Fundamentals of 2D DIC: In this experimental a typical digital image camera (Nikon D80) for acquiring images of test specimen is applied as shown in Fig. 2. A computer is connected to this CCD camera in order to control and take images automatically on regular bases. The camera is adjusted with normal optical axis to the specimen surface. This surface which is illuminated by white light sources, must have a random gray intensity distribution (i.e., speckle pattern). This feature deforms together with the object surface as a carrier of deformation information. The speckle pattern can be the natural texture of the surface or artificially made by spraying black and white paints.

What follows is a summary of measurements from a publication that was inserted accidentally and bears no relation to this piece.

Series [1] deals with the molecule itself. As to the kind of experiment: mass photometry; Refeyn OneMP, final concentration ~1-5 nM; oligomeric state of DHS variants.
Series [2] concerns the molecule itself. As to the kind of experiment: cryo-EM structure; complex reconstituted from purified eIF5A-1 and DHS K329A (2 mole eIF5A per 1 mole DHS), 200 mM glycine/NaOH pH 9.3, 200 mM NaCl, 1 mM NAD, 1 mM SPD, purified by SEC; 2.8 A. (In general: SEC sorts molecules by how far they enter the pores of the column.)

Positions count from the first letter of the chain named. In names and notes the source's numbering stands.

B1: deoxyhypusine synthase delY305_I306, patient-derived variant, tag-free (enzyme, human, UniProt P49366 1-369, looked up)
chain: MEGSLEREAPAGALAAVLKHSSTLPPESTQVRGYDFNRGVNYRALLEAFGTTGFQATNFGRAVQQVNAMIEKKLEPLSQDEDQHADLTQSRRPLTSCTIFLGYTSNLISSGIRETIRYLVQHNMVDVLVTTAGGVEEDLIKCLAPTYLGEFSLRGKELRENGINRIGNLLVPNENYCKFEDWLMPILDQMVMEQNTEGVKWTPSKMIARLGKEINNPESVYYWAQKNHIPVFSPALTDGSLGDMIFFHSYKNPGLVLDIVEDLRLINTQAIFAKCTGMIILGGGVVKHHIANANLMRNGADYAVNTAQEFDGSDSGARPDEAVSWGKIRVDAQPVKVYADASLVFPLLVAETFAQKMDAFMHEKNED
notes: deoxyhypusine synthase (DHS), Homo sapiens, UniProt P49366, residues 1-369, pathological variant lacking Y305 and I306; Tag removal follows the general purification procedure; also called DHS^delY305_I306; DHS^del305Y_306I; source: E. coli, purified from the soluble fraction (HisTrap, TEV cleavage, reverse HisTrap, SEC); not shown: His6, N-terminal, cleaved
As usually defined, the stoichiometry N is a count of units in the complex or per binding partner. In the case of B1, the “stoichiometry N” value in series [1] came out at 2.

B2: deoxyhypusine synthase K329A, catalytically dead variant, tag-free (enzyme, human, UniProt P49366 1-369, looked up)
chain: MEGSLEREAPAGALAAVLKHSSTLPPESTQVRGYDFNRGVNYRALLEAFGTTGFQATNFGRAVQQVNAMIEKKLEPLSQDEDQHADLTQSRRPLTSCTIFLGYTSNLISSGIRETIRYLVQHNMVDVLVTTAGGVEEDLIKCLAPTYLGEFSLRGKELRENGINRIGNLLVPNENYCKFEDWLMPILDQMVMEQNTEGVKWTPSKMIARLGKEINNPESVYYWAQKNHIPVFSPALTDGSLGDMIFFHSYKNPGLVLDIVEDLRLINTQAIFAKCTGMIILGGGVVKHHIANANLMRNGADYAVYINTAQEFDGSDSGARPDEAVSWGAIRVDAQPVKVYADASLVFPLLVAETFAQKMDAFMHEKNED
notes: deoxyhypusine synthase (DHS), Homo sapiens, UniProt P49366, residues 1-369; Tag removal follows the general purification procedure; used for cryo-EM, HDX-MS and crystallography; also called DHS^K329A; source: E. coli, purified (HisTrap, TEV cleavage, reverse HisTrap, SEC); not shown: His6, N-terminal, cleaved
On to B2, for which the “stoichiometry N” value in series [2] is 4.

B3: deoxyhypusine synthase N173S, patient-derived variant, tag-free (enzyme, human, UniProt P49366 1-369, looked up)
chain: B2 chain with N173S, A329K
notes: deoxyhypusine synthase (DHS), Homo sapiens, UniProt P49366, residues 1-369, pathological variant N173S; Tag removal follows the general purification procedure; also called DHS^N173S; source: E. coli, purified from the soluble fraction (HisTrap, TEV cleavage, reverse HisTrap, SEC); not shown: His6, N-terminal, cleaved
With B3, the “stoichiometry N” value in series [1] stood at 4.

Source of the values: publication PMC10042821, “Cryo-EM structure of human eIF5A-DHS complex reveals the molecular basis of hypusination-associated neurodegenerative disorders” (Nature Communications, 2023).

The actual physical motion of one point on the specimen surface is calculated by the estimated motion of image point multiplying the magnification of the imaging system (in units of mm/pixel).

Fig. 2: 2D DIC experimental system in the research

In order to obtain good result, the object surface must be flat and remain in the same plane parallel to the CCD sensor camera during the loading. Any out-of-plane motion will change the magnification of the recorded images and this will lead to some error in calculation of displacement. Minimizing this error effect, use of telecentric imaging system or placing the camera far from the specimen is proposed (Sutton et al., 2008). Secondly, geometric distortion in imaging system could produce some errors in calculation of displacement. It is important that this error is reduced to minimal level. However, techniques for correction of the geometric distortion are available (Pan et al., 2009b).